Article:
With The Wandering Monk in disappearance mode, I’ve been scrambling to keep up with summer house projects.
Yesterday I worked on gutters, soffits, and trim. The toughest bit was removing a 28-foot section of old aluminum continuous gutter. This is a much more formidable object than you’d think — especially when it has raw metal edges and you’re on the fifth step of a ladder in the general direction said object is trying to fall. But isn’t falling because you have to yank and hammer on that one last stubborn connection that’s holding it to the rafters. And you just know that when it does finally give up its little metallic ghost, things could happen quickly.
I survived unscathed, though. No mere yards of crud-filled aluminum were going to beat me.
Today I’ll be headed out early for more small bits of gutter, soffits, and trim. I’ll blog if I find space between. But don’t count on a whole bunch of blogitude unless timing goes just right.
It turns out that the Monk had excellent reason for abandoning my projects last week. I don’t know the details, but on Wednesday something went catastrophically wrong with the foundation of his own Olde Wreck, to the point of de-stabilizing part of the structure. Of course he had to rush to repair that and stay with it as long as it took.
On the other hand, his reasons for walking away without even a single “must reschedule” text were … less than excellent. The long-term implications of that choice will be interesting. But he says he’s returning at 8:00 this morning, and I’ve got a short list of absolutely crucial “only the Monk can do this” tasks for him. I’m grouchy, but also relieved.
He and I will mostly be working separately, Monk on the front of the house and me on the sides. Which is probably for the best at the moment.
I’ve been awake since 2:30, planning the day. Now, my disgruntled and “cwabby” self needs her belated morning tea before going out to work on the least neighbor-disturbing part of the today’s to-do list. See you later and wish us luck.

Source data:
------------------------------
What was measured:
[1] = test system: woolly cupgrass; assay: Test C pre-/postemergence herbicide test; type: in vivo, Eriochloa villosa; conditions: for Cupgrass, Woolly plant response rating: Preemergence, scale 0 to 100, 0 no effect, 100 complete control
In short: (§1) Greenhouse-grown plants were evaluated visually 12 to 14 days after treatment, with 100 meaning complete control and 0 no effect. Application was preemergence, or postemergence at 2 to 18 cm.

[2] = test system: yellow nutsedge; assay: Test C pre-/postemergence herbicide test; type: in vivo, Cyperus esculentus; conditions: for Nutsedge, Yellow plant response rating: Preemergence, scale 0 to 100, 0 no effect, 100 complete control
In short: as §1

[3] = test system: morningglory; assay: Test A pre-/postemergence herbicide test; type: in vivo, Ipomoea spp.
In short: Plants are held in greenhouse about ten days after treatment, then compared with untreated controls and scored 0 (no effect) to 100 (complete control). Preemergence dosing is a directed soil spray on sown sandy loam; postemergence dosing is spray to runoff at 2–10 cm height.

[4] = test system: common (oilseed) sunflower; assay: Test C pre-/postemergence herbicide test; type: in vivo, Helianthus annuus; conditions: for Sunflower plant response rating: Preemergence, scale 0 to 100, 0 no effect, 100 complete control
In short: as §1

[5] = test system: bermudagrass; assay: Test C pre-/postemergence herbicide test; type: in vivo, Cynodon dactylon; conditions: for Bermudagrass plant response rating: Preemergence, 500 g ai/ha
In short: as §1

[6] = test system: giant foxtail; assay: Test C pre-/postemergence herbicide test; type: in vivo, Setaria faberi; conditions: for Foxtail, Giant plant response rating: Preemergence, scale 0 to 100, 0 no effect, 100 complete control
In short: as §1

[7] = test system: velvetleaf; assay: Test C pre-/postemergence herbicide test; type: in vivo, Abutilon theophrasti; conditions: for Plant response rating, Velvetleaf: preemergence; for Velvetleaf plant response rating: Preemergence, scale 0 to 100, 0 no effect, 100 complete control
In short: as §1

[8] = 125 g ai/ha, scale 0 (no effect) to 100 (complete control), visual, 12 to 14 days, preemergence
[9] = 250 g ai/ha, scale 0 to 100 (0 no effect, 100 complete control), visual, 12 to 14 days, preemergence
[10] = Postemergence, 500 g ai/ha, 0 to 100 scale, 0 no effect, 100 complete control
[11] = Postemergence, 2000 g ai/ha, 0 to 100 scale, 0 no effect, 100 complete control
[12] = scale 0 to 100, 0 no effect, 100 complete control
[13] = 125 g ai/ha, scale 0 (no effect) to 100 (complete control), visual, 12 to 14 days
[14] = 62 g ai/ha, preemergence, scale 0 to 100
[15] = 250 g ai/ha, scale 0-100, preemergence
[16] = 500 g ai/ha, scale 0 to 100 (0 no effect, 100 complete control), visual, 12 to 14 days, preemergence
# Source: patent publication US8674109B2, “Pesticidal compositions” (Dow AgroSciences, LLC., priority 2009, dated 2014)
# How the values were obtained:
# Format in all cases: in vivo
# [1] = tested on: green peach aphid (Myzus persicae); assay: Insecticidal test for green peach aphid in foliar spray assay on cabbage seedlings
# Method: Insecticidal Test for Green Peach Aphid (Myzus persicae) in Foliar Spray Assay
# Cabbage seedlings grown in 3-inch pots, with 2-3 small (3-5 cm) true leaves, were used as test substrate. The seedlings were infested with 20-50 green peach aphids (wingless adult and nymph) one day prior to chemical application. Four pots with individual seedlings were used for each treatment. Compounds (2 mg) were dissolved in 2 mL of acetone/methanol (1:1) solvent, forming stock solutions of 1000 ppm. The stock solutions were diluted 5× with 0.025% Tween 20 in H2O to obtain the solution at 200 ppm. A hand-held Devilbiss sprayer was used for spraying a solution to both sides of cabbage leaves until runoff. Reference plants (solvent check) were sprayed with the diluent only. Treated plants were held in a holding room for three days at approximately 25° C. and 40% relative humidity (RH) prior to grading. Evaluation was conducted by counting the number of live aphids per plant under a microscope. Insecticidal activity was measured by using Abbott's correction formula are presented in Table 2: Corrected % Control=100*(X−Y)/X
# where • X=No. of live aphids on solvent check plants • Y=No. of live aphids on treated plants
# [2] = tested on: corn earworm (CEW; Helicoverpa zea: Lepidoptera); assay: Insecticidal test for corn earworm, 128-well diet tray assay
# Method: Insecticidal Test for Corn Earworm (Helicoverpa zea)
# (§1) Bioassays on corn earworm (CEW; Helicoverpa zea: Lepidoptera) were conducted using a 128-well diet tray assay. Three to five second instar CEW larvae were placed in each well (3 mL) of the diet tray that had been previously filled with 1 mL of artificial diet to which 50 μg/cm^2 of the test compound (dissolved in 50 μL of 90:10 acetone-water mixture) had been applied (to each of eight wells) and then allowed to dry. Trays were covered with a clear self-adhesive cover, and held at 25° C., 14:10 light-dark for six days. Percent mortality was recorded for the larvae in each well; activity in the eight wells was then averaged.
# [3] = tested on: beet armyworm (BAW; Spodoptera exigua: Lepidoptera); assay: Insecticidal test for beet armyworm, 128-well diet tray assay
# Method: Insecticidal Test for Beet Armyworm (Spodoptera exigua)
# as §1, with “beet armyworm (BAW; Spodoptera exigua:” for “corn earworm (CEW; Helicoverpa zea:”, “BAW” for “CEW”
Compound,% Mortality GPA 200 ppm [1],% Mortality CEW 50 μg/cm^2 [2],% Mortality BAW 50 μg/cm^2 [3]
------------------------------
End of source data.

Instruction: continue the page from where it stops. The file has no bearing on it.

I hope it all went smoothly, Claire. Be gentle with the Monk, hermits are still hermits, and he still is helping.
You’re right, ~Qjay. The Monk is more than helping and it’s very hard to stay angry with him as I learned within 10 minutes of his arrival. We had a great day, which I’ll try to write about shortly.
I’m not sure how to handle this, long term. No shows without notice are a major boundary violation for me. The anguish that kind of behavior evokes is something not worth bearing. And I know the Monk isn’t going to change; we’ve talked about the problem and he’s made that clear. But the quality of his work is extraordinary, he’s a tremendously creative problem solver, our teamwork is great, and there’s simply nobody else this good that I could afford to hire.
It’s a rock and a hard place.
“And I know the Monk isn’t going to change; we’ve talked about the problem and he’s made that clear.”
Does that mean he refuses to let you know whem a change in his schedule arises?
It seems to mean that if he has a change in schedule for some minor reason he will probably let me know. But if he has a change in schedule because he has a personal problem (vehicle, household, health, etc.) or because he simply gets involved in an activity and forgets, he’ll continue to do late-shows or no-shows — and that is that.
My handyman has similar behaviors. But finding someone who is proficient at many things, honest, and reasonably priced is nearly impossible where I live. So I decided long ago that the late arrivals and no show days were worth the trade off.